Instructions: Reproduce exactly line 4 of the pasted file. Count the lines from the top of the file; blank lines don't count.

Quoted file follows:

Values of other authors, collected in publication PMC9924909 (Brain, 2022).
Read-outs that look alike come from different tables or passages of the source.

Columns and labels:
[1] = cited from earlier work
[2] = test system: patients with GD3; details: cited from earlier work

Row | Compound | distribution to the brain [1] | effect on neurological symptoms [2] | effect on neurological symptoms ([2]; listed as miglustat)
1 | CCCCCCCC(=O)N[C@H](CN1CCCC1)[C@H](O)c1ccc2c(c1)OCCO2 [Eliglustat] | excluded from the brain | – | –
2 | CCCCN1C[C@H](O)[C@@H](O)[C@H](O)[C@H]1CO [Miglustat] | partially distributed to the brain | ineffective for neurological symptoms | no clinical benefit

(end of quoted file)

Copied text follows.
[1] = cited from earlier work